The company's proposal could save Costa Mesa more than $600,000 annually in the long run, but in the short term it would be about $410,000 because the city would likely have to keep a police sergeant on staff for the first year to oversee the transition to the firm.
G4S has more than 45,000 employees and earns more than $2.5 billion annually. The city staff notes, among other things, that the company's decades of experience in providing private security, its work with federal immigration authorities and its labor costs make it the ideal choice.
The company does have marks on its reputation, however. A newspaper in Birmingham, England, last October reported that the staff there lost the key to one of the jail cells, and a February 2011 report by the Center for Media and Democracy reported misconduct by Wackenhut Security — G4S' former name — while guarding an American embassy in Afghanistan.
In 2010, an Angolan asylum seeker died while in G4S custody as he was being deported on a British Airways flight.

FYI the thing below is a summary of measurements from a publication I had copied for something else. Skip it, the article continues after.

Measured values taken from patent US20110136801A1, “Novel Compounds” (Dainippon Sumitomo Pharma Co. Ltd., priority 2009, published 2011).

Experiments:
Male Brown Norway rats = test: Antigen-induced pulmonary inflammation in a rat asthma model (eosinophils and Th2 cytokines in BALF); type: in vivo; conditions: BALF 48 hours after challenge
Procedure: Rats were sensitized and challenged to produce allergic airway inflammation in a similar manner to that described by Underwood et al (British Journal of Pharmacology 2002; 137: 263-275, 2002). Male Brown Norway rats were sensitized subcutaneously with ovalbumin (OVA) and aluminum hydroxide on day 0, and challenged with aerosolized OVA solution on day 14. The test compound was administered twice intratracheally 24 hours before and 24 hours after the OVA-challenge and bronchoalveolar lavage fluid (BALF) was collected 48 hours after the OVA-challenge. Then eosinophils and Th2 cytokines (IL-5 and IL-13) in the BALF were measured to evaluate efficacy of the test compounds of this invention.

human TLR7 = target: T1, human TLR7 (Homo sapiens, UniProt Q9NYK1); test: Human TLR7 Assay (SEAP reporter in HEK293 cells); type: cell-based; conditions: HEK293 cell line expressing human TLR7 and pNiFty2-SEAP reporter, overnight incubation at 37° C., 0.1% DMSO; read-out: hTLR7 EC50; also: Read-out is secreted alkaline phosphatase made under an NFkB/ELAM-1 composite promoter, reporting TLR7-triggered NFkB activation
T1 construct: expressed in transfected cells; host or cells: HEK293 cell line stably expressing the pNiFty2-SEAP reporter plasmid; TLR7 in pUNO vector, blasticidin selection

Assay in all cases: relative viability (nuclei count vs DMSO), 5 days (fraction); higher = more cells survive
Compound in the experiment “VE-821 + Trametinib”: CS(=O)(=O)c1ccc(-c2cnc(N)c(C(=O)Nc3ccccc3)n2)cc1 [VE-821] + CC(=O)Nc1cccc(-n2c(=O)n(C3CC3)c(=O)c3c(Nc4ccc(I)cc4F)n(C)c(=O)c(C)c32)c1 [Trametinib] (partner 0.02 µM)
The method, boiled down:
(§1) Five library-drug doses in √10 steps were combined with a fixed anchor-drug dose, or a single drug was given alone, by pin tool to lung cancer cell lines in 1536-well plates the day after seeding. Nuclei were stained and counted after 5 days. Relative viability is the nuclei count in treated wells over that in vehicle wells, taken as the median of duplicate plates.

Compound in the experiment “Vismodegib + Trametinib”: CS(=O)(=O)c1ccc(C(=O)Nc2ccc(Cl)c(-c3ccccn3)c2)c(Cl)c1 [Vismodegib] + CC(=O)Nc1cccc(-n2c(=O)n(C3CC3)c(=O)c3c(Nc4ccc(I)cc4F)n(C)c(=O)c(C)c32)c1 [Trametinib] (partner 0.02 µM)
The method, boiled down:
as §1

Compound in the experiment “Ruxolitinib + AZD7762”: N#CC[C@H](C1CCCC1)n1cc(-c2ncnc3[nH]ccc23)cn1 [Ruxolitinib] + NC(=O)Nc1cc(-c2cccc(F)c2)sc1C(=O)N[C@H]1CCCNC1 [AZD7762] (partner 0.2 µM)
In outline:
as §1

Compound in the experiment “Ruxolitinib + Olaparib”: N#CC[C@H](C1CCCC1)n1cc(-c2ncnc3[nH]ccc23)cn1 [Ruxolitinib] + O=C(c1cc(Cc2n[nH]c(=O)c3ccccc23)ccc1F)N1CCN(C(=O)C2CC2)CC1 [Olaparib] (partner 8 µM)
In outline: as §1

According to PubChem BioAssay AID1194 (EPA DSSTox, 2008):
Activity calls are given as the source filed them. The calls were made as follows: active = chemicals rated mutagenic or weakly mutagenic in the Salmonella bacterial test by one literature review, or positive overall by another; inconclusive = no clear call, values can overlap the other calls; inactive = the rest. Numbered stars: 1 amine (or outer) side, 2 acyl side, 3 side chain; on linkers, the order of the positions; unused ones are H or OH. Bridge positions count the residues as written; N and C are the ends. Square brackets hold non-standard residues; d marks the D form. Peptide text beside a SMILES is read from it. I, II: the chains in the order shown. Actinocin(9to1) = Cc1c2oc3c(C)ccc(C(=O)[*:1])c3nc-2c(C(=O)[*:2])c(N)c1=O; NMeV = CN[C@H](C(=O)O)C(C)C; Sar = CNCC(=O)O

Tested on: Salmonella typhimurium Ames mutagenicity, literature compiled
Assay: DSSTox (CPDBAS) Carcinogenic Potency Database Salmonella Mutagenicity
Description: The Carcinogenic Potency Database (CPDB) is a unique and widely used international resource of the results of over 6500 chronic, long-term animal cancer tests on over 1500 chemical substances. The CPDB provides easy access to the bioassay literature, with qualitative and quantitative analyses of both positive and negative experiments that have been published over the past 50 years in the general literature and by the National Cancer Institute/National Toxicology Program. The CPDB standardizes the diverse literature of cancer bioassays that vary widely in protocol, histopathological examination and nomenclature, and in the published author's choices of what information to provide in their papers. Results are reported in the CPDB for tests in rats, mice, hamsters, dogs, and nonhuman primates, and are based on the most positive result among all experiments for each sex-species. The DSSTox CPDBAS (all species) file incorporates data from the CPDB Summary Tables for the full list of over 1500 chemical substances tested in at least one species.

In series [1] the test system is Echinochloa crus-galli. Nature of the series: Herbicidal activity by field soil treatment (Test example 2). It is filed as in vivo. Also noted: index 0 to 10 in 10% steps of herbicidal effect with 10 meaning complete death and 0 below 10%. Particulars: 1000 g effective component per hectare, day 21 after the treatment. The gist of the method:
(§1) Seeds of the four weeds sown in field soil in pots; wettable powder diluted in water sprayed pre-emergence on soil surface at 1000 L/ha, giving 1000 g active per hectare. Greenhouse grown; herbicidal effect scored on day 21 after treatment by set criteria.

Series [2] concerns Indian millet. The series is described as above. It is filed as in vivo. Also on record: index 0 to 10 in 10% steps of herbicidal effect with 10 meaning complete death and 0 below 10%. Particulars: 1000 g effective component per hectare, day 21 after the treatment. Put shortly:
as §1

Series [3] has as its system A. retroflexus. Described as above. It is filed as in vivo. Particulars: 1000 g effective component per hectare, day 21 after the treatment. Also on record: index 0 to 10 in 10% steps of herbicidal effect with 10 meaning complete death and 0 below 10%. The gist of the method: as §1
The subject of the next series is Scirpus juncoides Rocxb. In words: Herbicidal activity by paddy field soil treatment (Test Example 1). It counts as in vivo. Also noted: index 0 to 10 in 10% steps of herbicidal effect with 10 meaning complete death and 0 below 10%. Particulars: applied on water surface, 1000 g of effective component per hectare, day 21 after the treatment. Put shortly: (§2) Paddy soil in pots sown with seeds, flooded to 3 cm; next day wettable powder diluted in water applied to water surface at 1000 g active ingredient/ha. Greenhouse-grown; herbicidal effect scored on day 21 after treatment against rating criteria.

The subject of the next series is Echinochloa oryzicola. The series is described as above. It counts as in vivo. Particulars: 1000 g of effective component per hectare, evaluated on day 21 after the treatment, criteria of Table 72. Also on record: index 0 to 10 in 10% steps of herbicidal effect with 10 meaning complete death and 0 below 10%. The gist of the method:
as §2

G4S would accept millions in liability if it contracts with Costa Mesa, according to the proposed contract.
The council is also expected to agree to contract out its street sweeping. The city received more than half a dozen bids for the work and staff suggested signing on with Athens Services, a family-owned company that provides street sweeping for Newport Beach and Lake Forest, among other municipalities.
The shift to privatization could generate $10,000 to $20,000 annually by parking Athens Services' equipment on city property and save the city almost $90,000 annually in lowered costs. Costa Mesa would still need a dedicated supervisor to manage the contract, which would lower the savings between $12,000 and $30,000, staff estimated.